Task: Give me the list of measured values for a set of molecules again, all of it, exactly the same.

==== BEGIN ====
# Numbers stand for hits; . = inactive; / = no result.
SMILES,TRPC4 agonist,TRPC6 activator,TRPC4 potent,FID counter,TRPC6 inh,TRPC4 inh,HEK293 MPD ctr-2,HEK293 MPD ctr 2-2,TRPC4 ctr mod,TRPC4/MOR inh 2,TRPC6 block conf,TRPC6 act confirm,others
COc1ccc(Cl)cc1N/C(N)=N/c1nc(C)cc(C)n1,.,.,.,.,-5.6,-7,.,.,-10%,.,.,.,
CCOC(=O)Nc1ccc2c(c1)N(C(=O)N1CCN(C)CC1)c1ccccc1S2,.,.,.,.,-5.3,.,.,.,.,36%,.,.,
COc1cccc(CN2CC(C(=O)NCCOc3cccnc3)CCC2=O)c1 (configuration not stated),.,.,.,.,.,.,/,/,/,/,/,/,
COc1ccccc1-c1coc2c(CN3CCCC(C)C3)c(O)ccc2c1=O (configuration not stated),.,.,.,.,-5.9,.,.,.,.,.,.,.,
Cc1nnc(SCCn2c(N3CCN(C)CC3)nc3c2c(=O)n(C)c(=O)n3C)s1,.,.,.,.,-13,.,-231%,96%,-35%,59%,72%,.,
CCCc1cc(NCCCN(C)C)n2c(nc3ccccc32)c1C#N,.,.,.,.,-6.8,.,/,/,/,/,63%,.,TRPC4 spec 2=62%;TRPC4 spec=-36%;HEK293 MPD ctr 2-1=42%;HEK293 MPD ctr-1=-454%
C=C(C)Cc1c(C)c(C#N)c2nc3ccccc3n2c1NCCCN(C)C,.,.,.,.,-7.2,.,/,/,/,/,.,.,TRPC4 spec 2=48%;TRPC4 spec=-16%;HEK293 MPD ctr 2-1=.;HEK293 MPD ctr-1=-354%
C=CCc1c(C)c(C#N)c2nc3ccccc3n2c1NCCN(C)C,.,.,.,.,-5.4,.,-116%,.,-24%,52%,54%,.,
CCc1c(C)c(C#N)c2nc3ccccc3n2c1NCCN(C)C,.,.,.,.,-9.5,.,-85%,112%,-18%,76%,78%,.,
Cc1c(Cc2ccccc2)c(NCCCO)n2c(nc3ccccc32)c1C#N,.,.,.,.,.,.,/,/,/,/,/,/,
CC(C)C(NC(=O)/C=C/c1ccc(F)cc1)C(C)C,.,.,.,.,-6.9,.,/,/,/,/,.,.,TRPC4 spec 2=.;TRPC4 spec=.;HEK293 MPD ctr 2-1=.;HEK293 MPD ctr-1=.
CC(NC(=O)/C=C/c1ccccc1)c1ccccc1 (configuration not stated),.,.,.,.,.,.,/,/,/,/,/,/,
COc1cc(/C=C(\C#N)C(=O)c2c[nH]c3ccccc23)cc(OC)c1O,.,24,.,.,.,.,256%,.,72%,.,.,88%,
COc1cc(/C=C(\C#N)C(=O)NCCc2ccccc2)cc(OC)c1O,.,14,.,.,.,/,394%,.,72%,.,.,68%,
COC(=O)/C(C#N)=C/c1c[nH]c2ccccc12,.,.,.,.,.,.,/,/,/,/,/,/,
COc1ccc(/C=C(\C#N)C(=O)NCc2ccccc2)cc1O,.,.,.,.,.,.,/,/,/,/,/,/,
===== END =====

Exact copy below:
# Numbers stand for hits; . = inactive; / = no result.
SMILES,TRPC4 agonist,TRPC6 activator,TRPC4 potent,FID counter,TRPC6 inh,TRPC4 inh,HEK293 MPD ctr-2,HEK293 MPD ctr 2-2,TRPC4 ctr mod,TRPC4/MOR inh 2,TRPC6 block conf,TRPC6 act confirm,others
COc1ccc(Cl)cc1N/C(N)=N/c1nc(C)cc(C)n1,.,.,.,.,-5.6,-7,.,.,-10%,.,.,.,
CCOC(=O)Nc1ccc2c(c1)N(C(=O)N1CCN(C)CC1)c1ccccc1S2,.,.,.,.,-5.3,.,.,.,.,36%,.,.,
COc1cccc(CN2CC(C(=O)NCCOc3cccnc3)CCC2=O)c1 (configuration not stated),.,.,.,.,.,.,/,/,/,/,/,/,
COc1ccccc1-c1coc2c(CN3CCCC(C)C3)c(O)ccc2c1=O (configuration not stated),.,.,.,.,-5.9,.,.,.,.,.,.,.,
Cc1nnc(SCCn2c(N3CCN(C)CC3)nc3c2c(=O)n(C)c(=O)n3C)s1,.,.,.,.,-13,.,-231%,96%,-35%,59%,72%,.,
CCCc1cc(NCCCN(C)C)n2c(nc3ccccc32)c1C#N,.,.,.,.,-6.8,.,/,/,/,/,63%,.,TRPC4 spec 2=62%;TRPC4 spec=-36%;HEK293 MPD ctr 2-1=42%;HEK293 MPD ctr-1=-454%
C=C(C)Cc1c(C)c(C#N)c2nc3ccccc3n2c1NCCCN(C)C,.,.,.,.,-7.2,.,/,/,/,/,.,.,TRPC4 spec 2=48%;TRPC4 spec=-16%;HEK293 MPD ctr 2-1=.;HEK293 MPD ctr-1=-354%
C=CCc1c(C)c(C#N)c2nc3ccccc3n2c1NCCN(C)C,.,.,.,.,-5.4,.,-116%,.,-24%,52%,54%,.,
CCc1c(C)c(C#N)c2nc3ccccc3n2c1NCCN(C)C,.,.,.,.,-9.5,.,-85%,112%,-18%,76%,78%,.,
Cc1c(Cc2ccccc2)c(NCCCO)n2c(nc3ccccc32)c1C#N,.,.,.,.,.,.,/,/,/,/,/,/,
CC(C)C(NC(=O)/C=C/c1ccc(F)cc1)C(C)C,.,.,.,.,-6.9,.,/,/,/,/,.,.,TRPC4 spec 2=.;TRPC4 spec=.;HEK293 MPD ctr 2-1=.;HEK293 MPD ctr-1=.
CC(NC(=O)/C=C/c1ccccc1)c1ccccc1 (configuration not stated),.,.,.,.,.,.,/,/,/,/,/,/,
COc1cc(/C=C(\C#N)C(=O)c2c[nH]c3ccccc23)cc(OC)c1O,.,24,.,.,.,.,256%,.,72%,.,.,88%,
COc1cc(/C=C(\C#N)C(=O)NCCc2ccccc2)cc(OC)c1O,.,14,.,.,.,/,394%,.,72%,.,.,68%,
COC(=O)/C(C#N)=C/c1c[nH]c2ccccc12,.,.,.,.,.,.,/,/,/,/,/,/,
COc1ccc(/C=C(\C#N)C(=O)NCc2ccccc2)cc1O,.,.,.,.,.,.,/,/,/,/,/,/,